Beatrice Herford

Beatrice Herford (1868–1952) was an American actress and vaudeville performer born in England.

The daughter of a minister, Herford spent her youth moving between England and the United States, following her father's changing jobs. In her twenties, she participated avidly in private theatricals, writing her own monologues. In 1895, she made her public debut at the Sallé Erard in London, receiving favorable reviews.

Two years later, she married Sidney Hayward, of Wayland, Massachusetts. She continued to deliver monologues both in public and private. Her monologues, generally comic in nature, lampooned popular figures and types. Representative titles are "The Shop Girl" and "The Sociable Seamstress." Her brother, Oliver Herford, was also a famous artist and humorist.

In his 1906 book Are you a Bromide, Gelett Burgess uses Herford's monologues as an example of his division of personality types into the quotidian (Bromides) and non-conformist (Sulphitic).

Miss Herford's ininmitable monoluges, being each the apotheosis of some typical Bromide - a shop-girl, a country dressmaker, a bargain-hunter and so on--become, through her art, intensely sulphitic. They are excruciatingly funny, just because she represents types so common that we recognize them instantly. Each expresses the crystallized thought of her particular bromidic group. Done, then, by a person who is herself a Sulphite par ecellence, the result is droll.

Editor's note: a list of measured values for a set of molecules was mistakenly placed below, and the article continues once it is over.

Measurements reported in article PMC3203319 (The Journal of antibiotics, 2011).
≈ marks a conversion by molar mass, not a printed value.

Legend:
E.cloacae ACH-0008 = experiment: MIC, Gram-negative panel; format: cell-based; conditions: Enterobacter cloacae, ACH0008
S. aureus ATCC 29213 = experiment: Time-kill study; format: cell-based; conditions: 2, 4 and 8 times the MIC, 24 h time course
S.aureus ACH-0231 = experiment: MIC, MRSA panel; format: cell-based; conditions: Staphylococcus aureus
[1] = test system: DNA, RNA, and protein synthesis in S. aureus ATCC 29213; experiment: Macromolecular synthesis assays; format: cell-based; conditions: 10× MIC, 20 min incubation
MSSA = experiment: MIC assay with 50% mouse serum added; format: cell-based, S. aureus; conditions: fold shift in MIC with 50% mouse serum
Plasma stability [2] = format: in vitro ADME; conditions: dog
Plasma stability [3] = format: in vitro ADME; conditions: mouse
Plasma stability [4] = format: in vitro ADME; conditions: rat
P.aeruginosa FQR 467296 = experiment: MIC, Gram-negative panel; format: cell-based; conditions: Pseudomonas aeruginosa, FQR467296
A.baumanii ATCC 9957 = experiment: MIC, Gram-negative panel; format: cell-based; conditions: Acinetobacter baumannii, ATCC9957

In 1904, Herford and her friends built a small theater on her husband's property in Wayland, Massachusetts. She named it Beatrice Herford's Vokes Theatre, after an English actress. In 1937, she gave use of the theater to the a group of actors organized as the Vokes Players. The group refurbished the theater and continue to perform in it.

Herford died in 1952.

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